Why You Have To Understand Your Cash Flow Days

Why You Have To Understand Your Cash Flow Days

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Cashflow days are made up of three components. We've got debtor days which is how long it takes you to get paid, basically. We've got stock days or inventory days or even invoicing days if you're a service business let's say you might not carry a physical stock and you invoice your customers. And so if you wait an extra month to invoice someone, that's hurting your cash flow. And then on the other hand, you've got a creditor days or supplier days is maybe an easy way of saying that.

So, we'll start with debtor days and this is how long it takes you to get paid. So there is a formula to it, and it's basically what your average debtor balance is, and we divide that by your turnover. And an example here is, let's take a business owner who has an average of $50,000 outstanding that clients owe them at any given time. And their annual turnover is half a million dollars, so it's not a gigantic business. To simplify, If you've got a $3 million business, just times these numbers by 6, it's kind of the same sort of principle. So this example here is we've got $50k outstanding on average, we divide that by $500k and times by 365 days in a year. And that means we've got debtor days of 36.5. And what that means in English is that it takes you on average just over a month to get paid from clients. So if you've got say 30 day terms, your average client pays you over that. If you've got seven day terms to pay your invoice, you've got very bad debtor management. If you've got 60 days that you give to customers, you're doing great. So to see how it's all relative.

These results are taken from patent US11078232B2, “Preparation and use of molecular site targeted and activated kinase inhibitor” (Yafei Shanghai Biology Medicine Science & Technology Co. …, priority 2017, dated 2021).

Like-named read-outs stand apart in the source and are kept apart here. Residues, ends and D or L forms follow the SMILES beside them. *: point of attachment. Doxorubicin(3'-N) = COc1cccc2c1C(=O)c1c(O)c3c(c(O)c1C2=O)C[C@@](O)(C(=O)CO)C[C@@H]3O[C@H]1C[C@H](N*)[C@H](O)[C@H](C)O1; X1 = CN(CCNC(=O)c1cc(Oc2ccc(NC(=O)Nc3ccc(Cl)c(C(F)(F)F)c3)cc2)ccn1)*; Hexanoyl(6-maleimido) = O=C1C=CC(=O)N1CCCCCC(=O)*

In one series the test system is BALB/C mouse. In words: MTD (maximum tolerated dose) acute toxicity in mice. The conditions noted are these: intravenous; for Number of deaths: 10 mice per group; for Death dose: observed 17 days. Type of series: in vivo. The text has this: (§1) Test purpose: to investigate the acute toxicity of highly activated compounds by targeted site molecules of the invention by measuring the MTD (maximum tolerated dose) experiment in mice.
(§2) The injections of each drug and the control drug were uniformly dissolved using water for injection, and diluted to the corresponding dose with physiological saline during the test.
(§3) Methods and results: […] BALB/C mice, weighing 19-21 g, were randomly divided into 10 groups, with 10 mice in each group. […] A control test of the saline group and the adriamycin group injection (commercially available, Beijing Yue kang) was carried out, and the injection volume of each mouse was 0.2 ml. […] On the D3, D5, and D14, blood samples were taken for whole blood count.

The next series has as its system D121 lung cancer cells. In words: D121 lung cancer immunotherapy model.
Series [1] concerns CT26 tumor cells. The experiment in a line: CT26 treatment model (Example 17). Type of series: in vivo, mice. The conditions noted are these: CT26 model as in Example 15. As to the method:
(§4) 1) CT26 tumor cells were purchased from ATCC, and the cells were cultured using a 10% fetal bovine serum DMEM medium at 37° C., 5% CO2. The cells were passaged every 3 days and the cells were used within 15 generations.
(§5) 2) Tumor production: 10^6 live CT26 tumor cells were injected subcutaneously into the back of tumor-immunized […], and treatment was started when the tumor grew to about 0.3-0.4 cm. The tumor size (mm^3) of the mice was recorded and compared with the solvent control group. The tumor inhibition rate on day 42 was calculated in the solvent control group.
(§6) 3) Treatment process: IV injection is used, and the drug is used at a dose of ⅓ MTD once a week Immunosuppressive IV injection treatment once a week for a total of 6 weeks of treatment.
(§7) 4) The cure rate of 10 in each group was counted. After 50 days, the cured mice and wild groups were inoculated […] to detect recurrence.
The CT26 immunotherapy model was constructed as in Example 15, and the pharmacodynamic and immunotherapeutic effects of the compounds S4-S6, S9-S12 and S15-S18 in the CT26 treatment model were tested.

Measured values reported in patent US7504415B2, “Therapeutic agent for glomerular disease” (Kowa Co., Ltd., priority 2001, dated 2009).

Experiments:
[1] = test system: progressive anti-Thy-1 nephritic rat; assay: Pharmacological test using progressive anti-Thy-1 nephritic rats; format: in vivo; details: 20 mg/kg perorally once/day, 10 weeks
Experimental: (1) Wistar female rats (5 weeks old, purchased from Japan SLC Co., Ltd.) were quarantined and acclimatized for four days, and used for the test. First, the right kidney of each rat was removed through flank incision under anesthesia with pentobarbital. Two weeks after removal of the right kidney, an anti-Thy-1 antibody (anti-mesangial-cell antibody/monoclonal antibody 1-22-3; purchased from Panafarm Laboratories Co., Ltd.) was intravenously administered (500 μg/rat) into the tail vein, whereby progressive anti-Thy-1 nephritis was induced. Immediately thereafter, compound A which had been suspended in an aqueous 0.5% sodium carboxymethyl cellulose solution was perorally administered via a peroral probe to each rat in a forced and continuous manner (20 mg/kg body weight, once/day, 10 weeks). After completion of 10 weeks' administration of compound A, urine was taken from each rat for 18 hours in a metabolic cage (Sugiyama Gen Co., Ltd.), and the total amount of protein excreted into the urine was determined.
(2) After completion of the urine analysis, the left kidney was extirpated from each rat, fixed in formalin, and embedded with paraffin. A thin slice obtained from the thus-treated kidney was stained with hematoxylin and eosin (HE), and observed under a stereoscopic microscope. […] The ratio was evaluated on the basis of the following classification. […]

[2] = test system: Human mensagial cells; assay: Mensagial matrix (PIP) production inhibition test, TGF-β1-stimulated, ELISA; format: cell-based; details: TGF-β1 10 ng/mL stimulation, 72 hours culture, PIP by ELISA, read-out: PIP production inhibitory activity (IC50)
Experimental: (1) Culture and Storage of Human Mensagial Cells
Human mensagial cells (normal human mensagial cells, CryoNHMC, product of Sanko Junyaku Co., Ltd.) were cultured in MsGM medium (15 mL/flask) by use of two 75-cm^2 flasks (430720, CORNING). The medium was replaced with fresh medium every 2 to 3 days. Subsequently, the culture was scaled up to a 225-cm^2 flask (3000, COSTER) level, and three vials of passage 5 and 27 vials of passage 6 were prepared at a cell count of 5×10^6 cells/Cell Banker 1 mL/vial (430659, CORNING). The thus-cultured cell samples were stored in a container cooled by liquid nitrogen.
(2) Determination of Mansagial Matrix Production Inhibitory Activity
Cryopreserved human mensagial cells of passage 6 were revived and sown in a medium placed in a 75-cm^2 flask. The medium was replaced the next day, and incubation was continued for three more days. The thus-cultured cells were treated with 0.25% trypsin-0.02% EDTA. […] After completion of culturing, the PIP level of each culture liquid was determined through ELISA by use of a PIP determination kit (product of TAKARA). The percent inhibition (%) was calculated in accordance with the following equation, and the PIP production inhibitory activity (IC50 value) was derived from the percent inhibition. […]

The happiness and the business value kind of plays a part in this. If you're feeling that you're emotional, you can probably tell this by how many arguments you might have at home that are driven by your cash flow movements in your business. Perhaps check whether it's every thirty-six days you're grumpy, it may be because every thirty-six days you could get paid and everything feels good. And then you're feeling down again when the money keeps dropping out. So it's not necessarily that you don't have profit in a business, it's just that you're holding your breath for 36 days just to get by. So this is kind of why it's important to really understand your cashflow days. So you can reflect on why you may feel a certain way at a certain time of the month or the end of the quarter depending on how quickly you bill.

 

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